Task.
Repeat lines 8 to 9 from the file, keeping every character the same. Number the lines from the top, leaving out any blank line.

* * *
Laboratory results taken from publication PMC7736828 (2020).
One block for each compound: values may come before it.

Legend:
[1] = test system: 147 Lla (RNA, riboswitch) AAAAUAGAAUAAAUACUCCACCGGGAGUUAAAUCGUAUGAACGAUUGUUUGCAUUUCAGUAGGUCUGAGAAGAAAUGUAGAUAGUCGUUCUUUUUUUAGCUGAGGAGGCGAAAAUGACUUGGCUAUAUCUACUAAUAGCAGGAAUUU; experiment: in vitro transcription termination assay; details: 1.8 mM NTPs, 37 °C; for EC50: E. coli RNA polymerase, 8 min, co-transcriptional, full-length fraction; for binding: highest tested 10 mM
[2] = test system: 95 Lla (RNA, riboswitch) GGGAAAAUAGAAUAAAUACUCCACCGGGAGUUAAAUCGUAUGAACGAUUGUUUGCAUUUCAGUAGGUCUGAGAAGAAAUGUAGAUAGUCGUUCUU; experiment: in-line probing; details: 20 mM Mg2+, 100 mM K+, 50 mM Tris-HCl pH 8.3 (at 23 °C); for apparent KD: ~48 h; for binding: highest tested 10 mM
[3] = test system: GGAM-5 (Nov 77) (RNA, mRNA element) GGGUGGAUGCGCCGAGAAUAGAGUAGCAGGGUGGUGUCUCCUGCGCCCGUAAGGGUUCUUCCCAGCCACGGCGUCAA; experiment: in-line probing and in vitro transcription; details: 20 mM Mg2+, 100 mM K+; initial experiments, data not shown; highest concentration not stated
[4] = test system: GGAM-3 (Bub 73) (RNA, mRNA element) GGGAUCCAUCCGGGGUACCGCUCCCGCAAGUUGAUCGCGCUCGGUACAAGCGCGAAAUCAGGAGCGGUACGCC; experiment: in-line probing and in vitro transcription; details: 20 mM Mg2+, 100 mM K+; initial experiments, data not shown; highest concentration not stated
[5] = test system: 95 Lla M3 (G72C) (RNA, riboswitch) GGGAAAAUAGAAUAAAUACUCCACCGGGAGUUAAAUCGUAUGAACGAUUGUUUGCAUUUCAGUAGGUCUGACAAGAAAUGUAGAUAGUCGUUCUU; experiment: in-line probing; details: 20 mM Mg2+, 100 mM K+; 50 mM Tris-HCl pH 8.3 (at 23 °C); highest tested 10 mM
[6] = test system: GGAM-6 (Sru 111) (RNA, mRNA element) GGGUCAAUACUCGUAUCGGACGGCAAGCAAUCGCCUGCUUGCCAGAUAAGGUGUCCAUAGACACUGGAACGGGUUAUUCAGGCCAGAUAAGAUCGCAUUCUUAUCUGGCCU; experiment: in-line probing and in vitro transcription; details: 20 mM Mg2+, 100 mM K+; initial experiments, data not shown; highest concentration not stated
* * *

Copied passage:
[5] = test system: 95 Lla M3 (G72C) (RNA, riboswitch) GGGAAAAUAGAAUAAAUACUCCACCGGGAGUUAAAUCGUAUGAACGAUUGUUUGCAUUUCAGUAGGUCUGACAAGAAAUGUAGAUAGUCGUUCUU; experiment: in-line probing; details: 20 mM Mg2+, 100 mM K+; 50 mM Tris-HCl pH 8.3 (at 23 °C); highest tested 10 mM
[6] = test system: GGAM-6 (Sru 111) (RNA, mRNA element) GGGUCAAUACUCGUAUCGGACGGCAAGCAAUCGCCUGCUUGCCAGAUAAGGUGUCCAUAGACACUGGAACGGGUUAUUCAGGCCAGAUAAGAUCGCAUUCUUAUCUGGCCU; experiment: in-line probing and in vitro transcription; details: 20 mM Mg2+, 100 mM K+; initial experiments, data not shown; highest concentration not stated